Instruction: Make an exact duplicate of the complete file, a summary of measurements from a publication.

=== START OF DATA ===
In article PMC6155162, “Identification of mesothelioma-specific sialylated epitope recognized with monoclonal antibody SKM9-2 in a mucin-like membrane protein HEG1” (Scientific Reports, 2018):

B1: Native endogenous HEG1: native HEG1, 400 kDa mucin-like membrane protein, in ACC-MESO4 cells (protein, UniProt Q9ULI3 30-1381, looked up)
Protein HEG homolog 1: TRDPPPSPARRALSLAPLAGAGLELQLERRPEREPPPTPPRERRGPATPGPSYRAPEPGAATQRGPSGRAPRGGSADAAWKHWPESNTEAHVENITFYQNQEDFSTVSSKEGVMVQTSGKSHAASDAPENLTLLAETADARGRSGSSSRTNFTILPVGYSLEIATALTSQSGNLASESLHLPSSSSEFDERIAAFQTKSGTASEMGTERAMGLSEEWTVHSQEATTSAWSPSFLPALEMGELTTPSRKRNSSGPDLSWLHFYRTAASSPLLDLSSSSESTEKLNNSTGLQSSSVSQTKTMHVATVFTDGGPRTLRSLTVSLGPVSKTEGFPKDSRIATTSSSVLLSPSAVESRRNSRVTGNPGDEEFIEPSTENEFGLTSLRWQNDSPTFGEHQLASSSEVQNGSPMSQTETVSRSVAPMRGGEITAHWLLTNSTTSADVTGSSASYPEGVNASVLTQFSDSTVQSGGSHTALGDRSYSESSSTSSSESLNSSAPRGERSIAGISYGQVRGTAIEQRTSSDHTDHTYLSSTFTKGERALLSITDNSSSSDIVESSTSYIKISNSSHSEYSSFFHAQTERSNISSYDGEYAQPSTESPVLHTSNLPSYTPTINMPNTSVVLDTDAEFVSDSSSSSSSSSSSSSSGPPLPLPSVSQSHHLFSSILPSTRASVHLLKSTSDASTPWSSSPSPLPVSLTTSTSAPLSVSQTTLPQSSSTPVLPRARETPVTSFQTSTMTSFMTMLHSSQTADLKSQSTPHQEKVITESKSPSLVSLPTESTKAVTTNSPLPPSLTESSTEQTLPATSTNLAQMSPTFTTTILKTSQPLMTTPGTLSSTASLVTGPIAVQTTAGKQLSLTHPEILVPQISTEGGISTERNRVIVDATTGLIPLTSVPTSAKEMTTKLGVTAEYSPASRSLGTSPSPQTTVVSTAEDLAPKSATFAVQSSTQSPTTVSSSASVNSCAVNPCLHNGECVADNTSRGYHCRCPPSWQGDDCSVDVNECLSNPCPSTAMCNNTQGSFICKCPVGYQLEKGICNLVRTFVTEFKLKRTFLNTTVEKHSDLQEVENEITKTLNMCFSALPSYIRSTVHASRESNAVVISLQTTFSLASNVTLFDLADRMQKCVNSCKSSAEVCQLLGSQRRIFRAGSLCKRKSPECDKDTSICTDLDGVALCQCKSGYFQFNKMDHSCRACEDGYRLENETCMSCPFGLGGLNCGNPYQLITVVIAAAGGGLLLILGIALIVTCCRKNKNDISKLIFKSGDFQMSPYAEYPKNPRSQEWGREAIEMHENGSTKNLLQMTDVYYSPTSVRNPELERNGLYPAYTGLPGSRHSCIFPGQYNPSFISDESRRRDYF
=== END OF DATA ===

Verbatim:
In article PMC6155162, “Identification of mesothelioma-specific sialylated epitope recognized with monoclonal antibody SKM9-2 in a mucin-like membrane protein HEG1” (Scientific Reports, 2018):

B1: Native endogenous HEG1: native HEG1, 400 kDa mucin-like membrane protein, in ACC-MESO4 cells (protein, UniProt Q9ULI3 30-1381, looked up)
Protein HEG homolog 1: TRDPPPSPARRALSLAPLAGAGLELQLERRPEREPPPTPPRERRGPATPGPSYRAPEPGAATQRGPSGRAPRGGSADAAWKHWPESNTEAHVENITFYQNQEDFSTVSSKEGVMVQTSGKSHAASDAPENLTLLAETADARGRSGSSSRTNFTILPVGYSLEIATALTSQSGNLASESLHLPSSSSEFDERIAAFQTKSGTASEMGTERAMGLSEEWTVHSQEATTSAWSPSFLPALEMGELTTPSRKRNSSGPDLSWLHFYRTAASSPLLDLSSSSESTEKLNNSTGLQSSSVSQTKTMHVATVFTDGGPRTLRSLTVSLGPVSKTEGFPKDSRIATTSSSVLLSPSAVESRRNSRVTGNPGDEEFIEPSTENEFGLTSLRWQNDSPTFGEHQLASSSEVQNGSPMSQTETVSRSVAPMRGGEITAHWLLTNSTTSADVTGSSASYPEGVNASVLTQFSDSTVQSGGSHTALGDRSYSESSSTSSSESLNSSAPRGERSIAGISYGQVRGTAIEQRTSSDHTDHTYLSSTFTKGERALLSITDNSSSSDIVESSTSYIKISNSSHSEYSSFFHAQTERSNISSYDGEYAQPSTESPVLHTSNLPSYTPTINMPNTSVVLDTDAEFVSDSSSSSSSSSSSSSSGPPLPLPSVSQSHHLFSSILPSTRASVHLLKSTSDASTPWSSSPSPLPVSLTTSTSAPLSVSQTTLPQSSSTPVLPRARETPVTSFQTSTMTSFMTMLHSSQTADLKSQSTPHQEKVITESKSPSLVSLPTESTKAVTTNSPLPPSLTESSTEQTLPATSTNLAQMSPTFTTTILKTSQPLMTTPGTLSSTASLVTGPIAVQTTAGKQLSLTHPEILVPQISTEGGISTERNRVIVDATTGLIPLTSVPTSAKEMTTKLGVTAEYSPASRSLGTSPSPQTTVVSTAEDLAPKSATFAVQSSTQSPTTVSSSASVNSCAVNPCLHNGECVADNTSRGYHCRCPPSWQGDDCSVDVNECLSNPCPSTAMCNNTQGSFICKCPVGYQLEKGICNLVRTFVTEFKLKRTFLNTTVEKHSDLQEVENEITKTLNMCFSALPSYIRSTVHASRESNAVVISLQTTFSLASNVTLFDLADRMQKCVNSCKSSAEVCQLLGSQRRIFRAGSLCKRKSPECDKDTSICTDLDGVALCQCKSGYFQFNKMDHSCRACEDGYRLENETCMSCPFGLGGLNCGNPYQLITVVIAAAGGGLLLILGIALIVTCCRKNKNDISKLIFKSGDFQMSPYAEYPKNPRSQEWGREAIEMHENGSTKNLLQMTDVYYSPTSVRNPELERNGLYPAYTGLPGSRHSCIFPGQYNPSFISDESRRRDYF